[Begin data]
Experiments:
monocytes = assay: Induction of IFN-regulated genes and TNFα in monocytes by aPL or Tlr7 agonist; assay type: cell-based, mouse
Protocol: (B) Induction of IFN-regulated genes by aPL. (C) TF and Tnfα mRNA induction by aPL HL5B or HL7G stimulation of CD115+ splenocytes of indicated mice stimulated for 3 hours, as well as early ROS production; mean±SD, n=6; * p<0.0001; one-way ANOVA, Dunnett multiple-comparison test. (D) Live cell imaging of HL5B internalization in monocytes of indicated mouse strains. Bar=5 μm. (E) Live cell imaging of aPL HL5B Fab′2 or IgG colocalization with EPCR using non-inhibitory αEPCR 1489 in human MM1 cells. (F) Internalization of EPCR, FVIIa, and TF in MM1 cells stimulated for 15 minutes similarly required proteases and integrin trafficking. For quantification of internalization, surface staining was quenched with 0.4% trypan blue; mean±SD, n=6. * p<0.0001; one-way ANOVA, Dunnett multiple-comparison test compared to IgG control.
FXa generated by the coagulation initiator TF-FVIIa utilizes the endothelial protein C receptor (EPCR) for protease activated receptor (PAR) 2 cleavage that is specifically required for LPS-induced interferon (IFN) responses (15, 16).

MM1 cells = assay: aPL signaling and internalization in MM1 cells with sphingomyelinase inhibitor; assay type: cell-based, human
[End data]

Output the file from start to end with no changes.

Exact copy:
Experiments:
monocytes = assay: Induction of IFN-regulated genes and TNFα in monocytes by aPL or Tlr7 agonist; assay type: cell-based, mouse
Protocol: (B) Induction of IFN-regulated genes by aPL. (C) TF and Tnfα mRNA induction by aPL HL5B or HL7G stimulation of CD115+ splenocytes of indicated mice stimulated for 3 hours, as well as early ROS production; mean±SD, n=6; * p<0.0001; one-way ANOVA, Dunnett multiple-comparison test. (D) Live cell imaging of HL5B internalization in monocytes of indicated mouse strains. Bar=5 μm. (E) Live cell imaging of aPL HL5B Fab′2 or IgG colocalization with EPCR using non-inhibitory αEPCR 1489 in human MM1 cells. (F) Internalization of EPCR, FVIIa, and TF in MM1 cells stimulated for 15 minutes similarly required proteases and integrin trafficking. For quantification of internalization, surface staining was quenched with 0.4% trypan blue; mean±SD, n=6. * p<0.0001; one-way ANOVA, Dunnett multiple-comparison test compared to IgG control.
FXa generated by the coagulation initiator TF-FVIIa utilizes the endothelial protein C receptor (EPCR) for protease activated receptor (PAR) 2 cleavage that is specifically required for LPS-induced interferon (IFN) responses (15, 16).

MM1 cells = assay: aPL signaling and internalization in MM1 cells with sphingomyelinase inhibitor; assay type: cell-based, human